I confided in my legal advisor, about the hostile, exploitive, and modern type slavery work environment. I also mentioned, some jeopardizing health habitability issues, resulting in my work place. Conditions, which I have been forced to endure for the past 18 month. I did fail to mention, all the consumer advocacy internal financial matters.
Concerning Jacobs persistent inhumane, threatening aggressive behavior. My legal advisor, then suggested that I reach out to your father, Jacob Shemesh, in writing. I would have preferred to have taken other legal measures, or maybe even voicing it all to the Jersey Journal, but, given the ironic circumstances. Instead, I chose to extend to you all, the courteous consideration, of settling this very delicate issue quietly, amongst ourselves. Mind you, I am not just venting anger, I am serious in all my actions, and will stand strong in my convictions.
Although, I am not accustom, to easily forgive in a sensitive situation of this nature. I suppose, I could make an exception to that rule, just this once. I will of course ․ expect a full apology from Jacob, for his intimidating, and irresponsible behavior. An apology which he should not hesitate to render, at any given moment, being he is of the Jewish faith, and culture. He had no right ․ in stating, not once but, three times, that I was to lick the sole of his dirty shoe, for my employment there, and that I had been nothing but bulls shit. Stemming from a request I had made earlier that week, for a compensation in pay, vacations, medical/dental, or some form of employment benefits; which I felt, I had been entitled to.
As a loyal, long term employee at YMF, it was an extremely embarrassing equally hurtful scenario, more so ․ with the entire office staff present, witnessing the thick friction. An utterly, appalling, disgracefully humiliating, mentally and emotionally traumatic predicament indeed. No decent human character, should have to be subjected to any such shameless behavior. “I did not deserve that degrading insult!” Jacobs' cruel, downright mean, and very offensive verbal remarks, are not to be taken lightly. I certainly will not stand for it, I refuse to continue in allowing this misconduct.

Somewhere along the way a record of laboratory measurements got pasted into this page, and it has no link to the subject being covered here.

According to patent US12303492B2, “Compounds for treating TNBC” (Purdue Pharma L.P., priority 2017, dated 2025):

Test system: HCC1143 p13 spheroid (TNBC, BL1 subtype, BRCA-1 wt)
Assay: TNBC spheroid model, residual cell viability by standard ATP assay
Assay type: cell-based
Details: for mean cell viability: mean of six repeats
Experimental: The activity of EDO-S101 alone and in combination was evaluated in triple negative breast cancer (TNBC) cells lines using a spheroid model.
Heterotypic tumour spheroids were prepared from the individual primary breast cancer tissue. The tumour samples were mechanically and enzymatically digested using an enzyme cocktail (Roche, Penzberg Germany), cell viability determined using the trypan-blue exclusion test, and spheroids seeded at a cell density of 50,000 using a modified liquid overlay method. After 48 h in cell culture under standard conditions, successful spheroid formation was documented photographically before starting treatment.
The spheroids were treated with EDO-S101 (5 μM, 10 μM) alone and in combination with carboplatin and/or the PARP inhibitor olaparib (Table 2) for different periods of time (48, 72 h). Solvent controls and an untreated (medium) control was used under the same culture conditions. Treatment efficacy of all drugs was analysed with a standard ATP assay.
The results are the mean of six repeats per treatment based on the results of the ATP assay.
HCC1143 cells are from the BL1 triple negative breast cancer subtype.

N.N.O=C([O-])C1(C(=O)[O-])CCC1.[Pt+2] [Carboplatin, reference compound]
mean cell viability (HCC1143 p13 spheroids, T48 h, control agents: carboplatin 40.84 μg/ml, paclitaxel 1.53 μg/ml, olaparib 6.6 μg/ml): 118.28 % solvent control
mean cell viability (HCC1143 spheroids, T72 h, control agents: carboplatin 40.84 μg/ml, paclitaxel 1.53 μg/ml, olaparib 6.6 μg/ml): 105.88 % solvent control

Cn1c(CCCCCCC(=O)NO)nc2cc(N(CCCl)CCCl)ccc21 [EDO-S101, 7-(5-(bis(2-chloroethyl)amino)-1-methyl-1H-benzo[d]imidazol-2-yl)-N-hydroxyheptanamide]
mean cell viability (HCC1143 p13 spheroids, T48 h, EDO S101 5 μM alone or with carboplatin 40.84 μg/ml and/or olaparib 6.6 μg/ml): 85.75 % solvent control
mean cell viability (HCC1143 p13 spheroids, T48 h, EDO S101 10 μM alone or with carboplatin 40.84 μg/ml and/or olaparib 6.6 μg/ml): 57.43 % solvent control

Furthermore, anyone who practices religion, kindness, common decency, possessing dignity, social, and human qualities, should not have to tolerate this, or any type of belittling harassment, regardless of their religion, social status, race/creed, ethnic background, financial status, or even their sexual preference.
It is a well known factor, no secret, that Jacob, lacks formal education, it explains his lack of comprehensive communication. However, this does not excuse his repulsive behavior. The academic knowledge of any person, for lesser, or for greater, should never be altered, or impede their spiritual inner goodness, and is not acceptable in any level of society, much less the work place, where one needs to spend a third of their life time.
It is with these words of wisdom that I close; and leave Jacob Shemesh, to wallow in his remorse.
Inexplicably, when plaintiff returned from a vacation on September 6, 2001, she placed a copy of that letter on the desk of each of defendant's employees.
When Frieda learned of this action, she asked to speak privately with plaintiff, a conversation that degenerated into plaintiff yelling at Frieda. Frieda suggested that plaintiff in fact go home, calm herself and return the next day so they could complete their discussion. That same day, Frieda sent a letter to plaintiff that explained: